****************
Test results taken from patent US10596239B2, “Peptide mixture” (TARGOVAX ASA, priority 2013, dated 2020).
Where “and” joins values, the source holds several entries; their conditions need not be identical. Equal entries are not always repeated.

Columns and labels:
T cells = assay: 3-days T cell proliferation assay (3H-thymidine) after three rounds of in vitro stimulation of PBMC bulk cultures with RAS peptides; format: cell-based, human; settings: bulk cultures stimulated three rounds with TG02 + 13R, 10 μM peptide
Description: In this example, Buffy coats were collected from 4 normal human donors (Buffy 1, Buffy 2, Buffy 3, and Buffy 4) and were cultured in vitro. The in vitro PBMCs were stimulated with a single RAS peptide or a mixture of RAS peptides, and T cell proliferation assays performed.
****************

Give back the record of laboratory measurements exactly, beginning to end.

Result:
Test results taken from patent US10596239B2, “Peptide mixture” (TARGOVAX ASA, priority 2013, dated 2020).
Where “and” joins values, the source holds several entries; their conditions need not be identical. Equal entries are not always repeated.

Columns and labels:
T cells = assay: 3-days T cell proliferation assay (3H-thymidine) after three rounds of in vitro stimulation of PBMC bulk cultures with RAS peptides; format: cell-based, human; settings: bulk cultures stimulated three rounds with TG02 + 13R, 10 μM peptide
Description: In this example, Buffy coats were collected from 4 normal human donors (Buffy 1, Buffy 2, Buffy 3, and Buffy 4) and were cultured in vitro. The in vitro PBMCs were stimulated with a single RAS peptide or a mixture of RAS peptides, and T cell proliferation assays performed.